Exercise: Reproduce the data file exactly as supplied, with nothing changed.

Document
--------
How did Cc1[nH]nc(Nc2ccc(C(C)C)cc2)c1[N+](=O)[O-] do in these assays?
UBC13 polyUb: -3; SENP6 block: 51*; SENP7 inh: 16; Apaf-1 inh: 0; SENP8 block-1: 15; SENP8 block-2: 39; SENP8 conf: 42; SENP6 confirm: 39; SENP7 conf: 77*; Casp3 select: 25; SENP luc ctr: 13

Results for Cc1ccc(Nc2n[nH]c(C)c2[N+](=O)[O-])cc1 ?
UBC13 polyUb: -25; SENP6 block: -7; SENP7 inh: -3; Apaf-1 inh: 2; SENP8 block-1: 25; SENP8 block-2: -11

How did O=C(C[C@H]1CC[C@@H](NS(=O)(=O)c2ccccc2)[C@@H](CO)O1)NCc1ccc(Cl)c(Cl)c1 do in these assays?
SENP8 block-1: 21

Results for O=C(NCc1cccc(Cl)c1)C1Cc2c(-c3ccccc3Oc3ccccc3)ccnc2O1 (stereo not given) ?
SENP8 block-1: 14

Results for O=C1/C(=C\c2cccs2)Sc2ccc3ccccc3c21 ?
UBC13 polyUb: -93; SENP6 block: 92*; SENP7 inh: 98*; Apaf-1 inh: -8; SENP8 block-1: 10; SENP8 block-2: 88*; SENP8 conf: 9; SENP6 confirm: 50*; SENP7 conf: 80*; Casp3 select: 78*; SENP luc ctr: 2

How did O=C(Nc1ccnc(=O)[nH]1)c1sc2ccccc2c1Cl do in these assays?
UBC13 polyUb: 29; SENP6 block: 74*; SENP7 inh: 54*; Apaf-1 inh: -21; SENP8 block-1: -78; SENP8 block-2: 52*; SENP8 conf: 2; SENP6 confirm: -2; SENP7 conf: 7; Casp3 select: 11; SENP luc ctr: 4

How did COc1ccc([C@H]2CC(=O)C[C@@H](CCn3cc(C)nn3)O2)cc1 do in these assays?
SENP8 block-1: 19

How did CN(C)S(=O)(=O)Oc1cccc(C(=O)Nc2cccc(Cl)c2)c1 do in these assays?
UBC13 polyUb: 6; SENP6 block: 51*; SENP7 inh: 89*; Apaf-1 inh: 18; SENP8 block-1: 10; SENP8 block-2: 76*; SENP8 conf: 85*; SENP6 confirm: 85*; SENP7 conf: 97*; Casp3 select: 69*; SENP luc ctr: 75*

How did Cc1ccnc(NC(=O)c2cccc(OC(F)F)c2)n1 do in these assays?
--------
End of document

How did Cc1[nH]nc(Nc2ccc(C(C)C)cc2)c1[N+](=O)[O-] do in these assays?
UBC13 polyUb: -3; SENP6 block: 51*; SENP7 inh: 16; Apaf-1 inh: 0; SENP8 block-1: 15; SENP8 block-2: 39; SENP8 conf: 42; SENP6 confirm: 39; SENP7 conf: 77*; Casp3 select: 25; SENP luc ctr: 13

Results for Cc1ccc(Nc2n[nH]c(C)c2[N+](=O)[O-])cc1 ?
UBC13 polyUb: -25; SENP6 block: -7; SENP7 inh: -3; Apaf-1 inh: 2; SENP8 block-1: 25; SENP8 block-2: -11

How did O=C(C[C@H]1CC[C@@H](NS(=O)(=O)c2ccccc2)[C@@H](CO)O1)NCc1ccc(Cl)c(Cl)c1 do in these assays?
SENP8 block-1: 21

Results for O=C(NCc1cccc(Cl)c1)C1Cc2c(-c3ccccc3Oc3ccccc3)ccnc2O1 (stereo not given) ?
SENP8 block-1: 14

Results for O=C1/C(=C\c2cccs2)Sc2ccc3ccccc3c21 ?
UBC13 polyUb: -93; SENP6 block: 92*; SENP7 inh: 98*; Apaf-1 inh: -8; SENP8 block-1: 10; SENP8 block-2: 88*; SENP8 conf: 9; SENP6 confirm: 50*; SENP7 conf: 80*; Casp3 select: 78*; SENP luc ctr: 2

How did O=C(Nc1ccnc(=O)[nH]1)c1sc2ccccc2c1Cl do in these assays?
UBC13 polyUb: 29; SENP6 block: 74*; SENP7 inh: 54*; Apaf-1 inh: -21; SENP8 block-1: -78; SENP8 block-2: 52*; SENP8 conf: 2; SENP6 confirm: -2; SENP7 conf: 7; Casp3 select: 11; SENP luc ctr: 4

How did COc1ccc([C@H]2CC(=O)C[C@@H](CCn3cc(C)nn3)O2)cc1 do in these assays?
SENP8 block-1: 19

How did CN(C)S(=O)(=O)Oc1cccc(C(=O)Nc2cccc(Cl)c2)c1 do in these assays?
UBC13 polyUb: 6; SENP6 block: 51*; SENP7 inh: 89*; Apaf-1 inh: 18; SENP8 block-1: 10; SENP8 block-2: 76*; SENP8 conf: 85*; SENP6 confirm: 85*; SENP7 conf: 97*; Casp3 select: 69*; SENP luc ctr: 75*

How did Cc1ccnc(NC(=O)c2cccc(OC(F)F)c2)n1 do in these assays?